Friday, June 9, 2017

Muskets and Marshals - Take 2


                           Muskets and Marshals Rules; Version 5.5

Stryker mentions in his comment that the original scale was one figure = 33 real men, and one model cannon = 6 guns.

Let's take a look at the figure ratio to ground ratio using the basing presented in the rules:

Infantry 40mm frontage (for 3 figures)
Cavalry 30mm Frontage (for 2 figures)
Artillery 60mm (for one gun and 4 crew)

Going through the ground scale calculations:

These unit strengths indicate that the ground scale should be roughly 30mm = 41.25 yards (or 1mm = 1.375 yards.  Stated another way:  1 yard and 13.5 inches; or just over four feet).

One stand of cavalry (two figures) represents the standard 2 lines of cavalry (two lines of 33 men and horses, one behind the other).  Assuming (per Mr. Jeffery, see prior post regarding Muskets and Marshals below) that each horse and rider takes up between 3.5 and 4 feet.  Using 3.75 feet as the average, a line of 33 horsemen then takes up 33 x 3.75 feet, which is 123.75 feet, or 41.25 yards.  Cavalry are mounted on 30mm stands, so 30mm = 41.25 yards. (Thus for cavalry 1mm = 1.375 yards).
Artillery Batteries are mounted on 60mm stands. Per the above cavalry calculation, 60mm is the equivalent to 82.5 yards (2 x 41.25).  A 6-gun battery takes up about 81 yards (allowing 13.5 yards between each gun x 6 guns).  (Thus for artillery 1mm = 1.35 yards).
Infantry generally deployed in three lines.  In the game, a line of infantry is represented by a double row of 3 figures (so on a 40mm base, we have three figures, with a second 40mm base of three figures directly behind the first) for a total of 6 figures.  198 men deployed in three lines is 66 men per line (198 divided by 3).  Allowing 2.5 feet per man in line (Mr. Jeffrey allows only 2 feet per man, but with the jostling and movement necessary in combat, allowing a little elbow room makes sense to me) the frontage of the unit works out to 165 feet (66 men at 2.5 feet per man), which is 55.0 yards.   (Thus for infantry 1mm = 1.375 yards).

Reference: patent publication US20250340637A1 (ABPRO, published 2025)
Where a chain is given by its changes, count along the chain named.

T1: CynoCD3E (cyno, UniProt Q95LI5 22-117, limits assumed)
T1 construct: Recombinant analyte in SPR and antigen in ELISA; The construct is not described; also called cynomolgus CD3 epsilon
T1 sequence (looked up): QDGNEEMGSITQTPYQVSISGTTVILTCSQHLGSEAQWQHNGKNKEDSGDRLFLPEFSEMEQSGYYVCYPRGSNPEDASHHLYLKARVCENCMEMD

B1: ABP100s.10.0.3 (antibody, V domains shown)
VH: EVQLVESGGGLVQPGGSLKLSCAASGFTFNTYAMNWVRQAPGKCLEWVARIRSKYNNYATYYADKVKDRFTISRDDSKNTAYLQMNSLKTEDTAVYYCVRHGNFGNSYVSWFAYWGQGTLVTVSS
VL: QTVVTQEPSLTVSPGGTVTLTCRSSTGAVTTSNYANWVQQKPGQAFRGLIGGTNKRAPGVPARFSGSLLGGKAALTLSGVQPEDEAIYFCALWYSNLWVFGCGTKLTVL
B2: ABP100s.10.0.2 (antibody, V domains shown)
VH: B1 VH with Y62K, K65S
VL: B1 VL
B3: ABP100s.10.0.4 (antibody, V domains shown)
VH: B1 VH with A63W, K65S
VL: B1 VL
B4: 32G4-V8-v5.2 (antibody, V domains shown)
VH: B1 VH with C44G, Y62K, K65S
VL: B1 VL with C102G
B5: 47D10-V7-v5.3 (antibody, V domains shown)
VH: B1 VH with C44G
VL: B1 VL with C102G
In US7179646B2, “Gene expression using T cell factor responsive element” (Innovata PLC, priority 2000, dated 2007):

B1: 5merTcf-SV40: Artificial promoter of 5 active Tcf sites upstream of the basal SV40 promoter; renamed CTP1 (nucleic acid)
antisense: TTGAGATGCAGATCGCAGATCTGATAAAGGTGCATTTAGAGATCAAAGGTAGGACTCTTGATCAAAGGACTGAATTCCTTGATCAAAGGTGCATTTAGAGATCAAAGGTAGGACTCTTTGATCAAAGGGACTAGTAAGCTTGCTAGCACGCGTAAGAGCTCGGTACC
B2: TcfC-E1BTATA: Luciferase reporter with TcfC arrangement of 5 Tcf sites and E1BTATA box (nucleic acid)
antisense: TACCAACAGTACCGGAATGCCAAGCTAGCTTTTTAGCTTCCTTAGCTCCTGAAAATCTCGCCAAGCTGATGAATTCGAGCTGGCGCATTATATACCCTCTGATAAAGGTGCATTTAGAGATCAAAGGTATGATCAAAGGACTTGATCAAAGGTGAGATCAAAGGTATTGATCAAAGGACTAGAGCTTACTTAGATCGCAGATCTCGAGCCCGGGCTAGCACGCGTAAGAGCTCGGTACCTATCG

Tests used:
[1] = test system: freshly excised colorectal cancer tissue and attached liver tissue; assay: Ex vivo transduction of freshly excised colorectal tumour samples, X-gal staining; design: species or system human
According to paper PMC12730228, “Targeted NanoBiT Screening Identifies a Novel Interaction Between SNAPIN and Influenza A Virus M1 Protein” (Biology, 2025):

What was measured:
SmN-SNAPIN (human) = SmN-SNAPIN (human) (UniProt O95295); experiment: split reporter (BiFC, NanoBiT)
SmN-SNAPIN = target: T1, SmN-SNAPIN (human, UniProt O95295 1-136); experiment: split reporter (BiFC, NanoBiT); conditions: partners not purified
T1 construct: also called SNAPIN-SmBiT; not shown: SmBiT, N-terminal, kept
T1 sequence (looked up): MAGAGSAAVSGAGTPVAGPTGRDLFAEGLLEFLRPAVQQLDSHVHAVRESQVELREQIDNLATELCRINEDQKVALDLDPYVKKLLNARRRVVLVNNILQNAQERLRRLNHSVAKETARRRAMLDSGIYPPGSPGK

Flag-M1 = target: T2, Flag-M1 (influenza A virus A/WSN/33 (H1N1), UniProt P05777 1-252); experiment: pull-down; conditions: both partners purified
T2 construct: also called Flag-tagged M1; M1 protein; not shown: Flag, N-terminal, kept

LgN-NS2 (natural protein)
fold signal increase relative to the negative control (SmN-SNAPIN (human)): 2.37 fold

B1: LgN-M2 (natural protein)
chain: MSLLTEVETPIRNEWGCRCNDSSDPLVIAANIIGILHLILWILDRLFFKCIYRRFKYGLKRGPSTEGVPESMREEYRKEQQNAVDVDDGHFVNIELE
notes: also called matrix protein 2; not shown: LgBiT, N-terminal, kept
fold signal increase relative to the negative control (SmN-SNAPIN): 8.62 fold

This compares to the cavalry perfectly: 1.375 to 1.375 yards per mm.  It is only slightly more than artillery at 1.37 to 1.35. 
Again, I am satisfied that mounting the figures as set forth in Muskets and Marshals will yield appropriately sized units with realistic frontages.  The units will, however, be bigger than at the 1 to 20 ratio, as follows:
Infantry units are battalions of 792 men (24 figures x 33 = 792)
Cavalry units are regiments of 396 men, composed of two 198 man squadrons (6 figures x 33 = 198)
Artillery units are batteries of 6 guns and  132 crew.  (1 Artillery crew figure = 1.5 guns and 33 crew) 
It appears to me that you can use which ever ratio you choose; either the 1:20 ratio (worked out in the prior posting below) or the 1 to 33 ratio set forth here.  The primary practical difference is that if you use the 1 to 20 ratio, you likely should use 2 model cannon to represent a 6 to 8 gun battery.

Does anyone know what the time scale of the game is (in minutes per turn)?